Finding the right candidates for a job opening is just the first step. Companies that do not have processes in place to move quickly to secure the right candidates are missing out on top talent. We look at why and ideas on how to fix this.
The old adage “time is of the essence” is a concept that seems to have become lost on some companies when it comes to hiring staff. Failure to act quickly could result in candidates walking away, picking up other jobs or not being interested in interviewing if the client has a reputation for being lax in making hiring decisions.
Jenet Cennet Depke, Managing Director of JD’s Personnel, which has been operating for 33 years, says she is increasingly frustrated by companies that fail to respect candidates by making timely employment decisions. And they are doing so to their own detriment.
“Unfortunately, some clients have not yet recognised until it’s far too late that finding dream candidates is becoming increasingly challenging due to skills shortages,” Depke says.
“The creative industry particularly requires very specific training and experience, so sometimes it can take up to six months to find talent for certain positions.
“Sadly, some HR managers and management-level personnel responsible for hiring do not prioritise how critical their human resources are for their business. Etiquette, manners and consideration in business have waned enormously in the past few years, which is most disappointing.”
Depke (pictured right) says in her time in recruitment, she has seen a shift from clients responding “extremely promptly” to candidates and recruitment agencies to a point where “it can now take anything up to a few weeks for some clients to return calls”.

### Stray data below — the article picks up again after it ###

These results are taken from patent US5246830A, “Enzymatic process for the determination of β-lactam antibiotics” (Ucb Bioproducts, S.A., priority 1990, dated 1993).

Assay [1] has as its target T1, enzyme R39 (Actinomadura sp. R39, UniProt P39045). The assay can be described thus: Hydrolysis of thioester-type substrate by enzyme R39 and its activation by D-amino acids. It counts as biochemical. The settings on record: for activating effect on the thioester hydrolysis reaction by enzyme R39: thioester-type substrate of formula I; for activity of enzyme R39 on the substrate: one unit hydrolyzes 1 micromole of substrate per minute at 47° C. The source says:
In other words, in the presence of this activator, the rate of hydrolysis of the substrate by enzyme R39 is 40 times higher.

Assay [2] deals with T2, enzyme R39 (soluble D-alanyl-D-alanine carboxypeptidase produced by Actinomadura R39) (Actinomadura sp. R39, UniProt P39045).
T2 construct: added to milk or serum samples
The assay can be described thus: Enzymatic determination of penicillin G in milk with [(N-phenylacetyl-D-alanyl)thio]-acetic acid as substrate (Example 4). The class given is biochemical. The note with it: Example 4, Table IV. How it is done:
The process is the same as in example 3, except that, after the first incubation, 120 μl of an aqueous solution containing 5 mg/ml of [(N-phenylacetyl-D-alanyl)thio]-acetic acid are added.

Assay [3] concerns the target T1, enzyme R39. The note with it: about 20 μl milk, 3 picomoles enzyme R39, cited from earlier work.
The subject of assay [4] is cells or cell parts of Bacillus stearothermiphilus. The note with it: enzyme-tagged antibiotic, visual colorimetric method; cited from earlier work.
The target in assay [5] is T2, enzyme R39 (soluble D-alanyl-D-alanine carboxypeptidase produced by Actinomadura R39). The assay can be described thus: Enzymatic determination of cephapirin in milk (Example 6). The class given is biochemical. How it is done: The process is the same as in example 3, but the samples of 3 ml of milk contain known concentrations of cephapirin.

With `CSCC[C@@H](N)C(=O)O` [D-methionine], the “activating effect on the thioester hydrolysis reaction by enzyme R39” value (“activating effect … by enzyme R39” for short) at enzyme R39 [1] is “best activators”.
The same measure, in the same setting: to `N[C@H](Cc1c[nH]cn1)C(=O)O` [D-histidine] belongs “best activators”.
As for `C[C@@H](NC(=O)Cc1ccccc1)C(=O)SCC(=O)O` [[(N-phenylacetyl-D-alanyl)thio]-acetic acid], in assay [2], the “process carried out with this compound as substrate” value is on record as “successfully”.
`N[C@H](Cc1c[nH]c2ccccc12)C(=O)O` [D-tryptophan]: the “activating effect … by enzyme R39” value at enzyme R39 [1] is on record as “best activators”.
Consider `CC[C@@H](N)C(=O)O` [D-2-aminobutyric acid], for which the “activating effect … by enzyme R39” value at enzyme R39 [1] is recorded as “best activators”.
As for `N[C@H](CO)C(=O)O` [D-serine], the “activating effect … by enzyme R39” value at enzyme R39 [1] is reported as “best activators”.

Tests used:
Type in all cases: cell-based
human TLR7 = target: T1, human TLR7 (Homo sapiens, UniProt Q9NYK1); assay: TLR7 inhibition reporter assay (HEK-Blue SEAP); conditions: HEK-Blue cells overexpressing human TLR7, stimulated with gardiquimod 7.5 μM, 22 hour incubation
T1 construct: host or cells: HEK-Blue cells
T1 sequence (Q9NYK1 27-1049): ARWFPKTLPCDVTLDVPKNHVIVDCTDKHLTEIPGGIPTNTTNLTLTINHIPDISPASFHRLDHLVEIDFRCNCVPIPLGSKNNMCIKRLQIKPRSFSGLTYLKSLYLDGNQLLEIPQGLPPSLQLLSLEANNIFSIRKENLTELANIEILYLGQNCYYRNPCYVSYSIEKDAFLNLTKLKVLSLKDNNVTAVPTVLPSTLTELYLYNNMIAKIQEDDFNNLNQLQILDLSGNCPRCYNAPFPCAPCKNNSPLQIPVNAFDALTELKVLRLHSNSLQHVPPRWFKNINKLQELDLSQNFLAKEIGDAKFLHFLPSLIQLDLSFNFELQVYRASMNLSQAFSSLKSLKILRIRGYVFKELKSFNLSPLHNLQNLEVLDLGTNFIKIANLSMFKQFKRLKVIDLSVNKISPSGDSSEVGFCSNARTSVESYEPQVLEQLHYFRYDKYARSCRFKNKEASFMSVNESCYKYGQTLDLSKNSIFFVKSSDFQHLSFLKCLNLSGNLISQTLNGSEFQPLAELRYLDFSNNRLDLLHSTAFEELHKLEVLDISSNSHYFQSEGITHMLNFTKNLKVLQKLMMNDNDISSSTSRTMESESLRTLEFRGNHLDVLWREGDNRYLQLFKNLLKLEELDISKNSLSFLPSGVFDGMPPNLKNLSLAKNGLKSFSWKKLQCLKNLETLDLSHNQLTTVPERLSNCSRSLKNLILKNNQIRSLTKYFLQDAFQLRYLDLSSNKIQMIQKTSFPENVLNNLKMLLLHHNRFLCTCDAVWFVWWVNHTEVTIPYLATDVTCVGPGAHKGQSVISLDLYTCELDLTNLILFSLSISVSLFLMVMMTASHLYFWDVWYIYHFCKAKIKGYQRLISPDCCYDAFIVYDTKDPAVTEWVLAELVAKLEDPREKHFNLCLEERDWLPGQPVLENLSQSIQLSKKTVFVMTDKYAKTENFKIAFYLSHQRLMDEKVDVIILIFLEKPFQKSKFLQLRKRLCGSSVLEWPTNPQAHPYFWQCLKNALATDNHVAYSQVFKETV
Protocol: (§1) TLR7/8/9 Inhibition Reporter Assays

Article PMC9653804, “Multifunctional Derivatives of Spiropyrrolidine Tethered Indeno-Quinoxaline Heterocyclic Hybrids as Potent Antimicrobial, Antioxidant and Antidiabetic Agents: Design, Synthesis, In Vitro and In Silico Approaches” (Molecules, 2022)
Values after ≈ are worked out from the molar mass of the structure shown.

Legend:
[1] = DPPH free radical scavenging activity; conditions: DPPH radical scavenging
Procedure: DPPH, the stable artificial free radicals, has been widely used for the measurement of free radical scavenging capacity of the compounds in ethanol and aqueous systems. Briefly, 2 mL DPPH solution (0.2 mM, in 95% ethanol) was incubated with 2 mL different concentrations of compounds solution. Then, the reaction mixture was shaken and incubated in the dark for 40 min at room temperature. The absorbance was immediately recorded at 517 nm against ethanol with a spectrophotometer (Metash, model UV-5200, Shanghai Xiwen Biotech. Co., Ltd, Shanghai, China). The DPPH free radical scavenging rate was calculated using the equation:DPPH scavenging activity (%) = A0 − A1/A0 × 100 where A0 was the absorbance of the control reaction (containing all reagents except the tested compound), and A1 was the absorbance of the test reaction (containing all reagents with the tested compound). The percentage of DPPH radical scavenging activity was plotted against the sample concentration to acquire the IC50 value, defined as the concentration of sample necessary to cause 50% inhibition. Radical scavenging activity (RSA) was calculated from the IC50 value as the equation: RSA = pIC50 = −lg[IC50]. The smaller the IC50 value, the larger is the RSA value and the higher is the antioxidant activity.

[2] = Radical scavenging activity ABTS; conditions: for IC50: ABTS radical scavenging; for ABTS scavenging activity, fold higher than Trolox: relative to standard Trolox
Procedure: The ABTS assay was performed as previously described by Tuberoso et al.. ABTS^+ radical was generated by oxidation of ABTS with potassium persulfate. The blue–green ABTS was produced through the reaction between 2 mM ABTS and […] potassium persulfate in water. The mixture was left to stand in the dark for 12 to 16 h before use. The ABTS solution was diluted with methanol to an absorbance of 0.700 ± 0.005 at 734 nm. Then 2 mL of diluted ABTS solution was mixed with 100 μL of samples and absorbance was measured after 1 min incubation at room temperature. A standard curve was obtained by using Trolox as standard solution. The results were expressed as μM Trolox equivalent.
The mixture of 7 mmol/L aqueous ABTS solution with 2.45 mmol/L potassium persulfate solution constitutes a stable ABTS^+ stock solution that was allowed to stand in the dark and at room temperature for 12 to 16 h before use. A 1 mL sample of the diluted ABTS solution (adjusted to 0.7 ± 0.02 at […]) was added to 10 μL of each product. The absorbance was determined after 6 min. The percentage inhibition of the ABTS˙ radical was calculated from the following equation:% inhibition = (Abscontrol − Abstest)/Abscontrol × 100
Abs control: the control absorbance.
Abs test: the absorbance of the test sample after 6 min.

“In my book, clients should respond on the same day or no later than the following day,” Depke says. “Candidates who have excellent credentials and an impressive track record are applying for several jobs at the same time and the client runs the risk of not being able to hire the candidate if they decide to accept another job.
“In the case that a candidate is shortlisted for more than one position, a consultant needs to make the client aware and the client needs to be mindful that long delays in their decision making or response times could result in the loss of high-quality candidates. Communication is key.”
Depke says this kind of lax attitude also damages the client’s reputation with prospective staff and, in some instances, can mean the search for the right candidates needs to start from scratch as the delay in making a hiring decision has resulted in top candidates being snapped up by rivals.
“This becomes costly and frustrating for the recruiter, client and candidates alike.
“Clients delaying their hiring decision also impacts the recruiter’s business,” she says. “If the top candidate accepts another job, the shortlisting has to recommence again at the cost to the recruitment agency, and in some cases it can take such a long time to find new candidates in a tight market.
“In other instances, it can be such a long time that it ends up costing the recruiting agency a lot of money.”
Depke says part of the problem is often a lack of dedicated resources and a appreci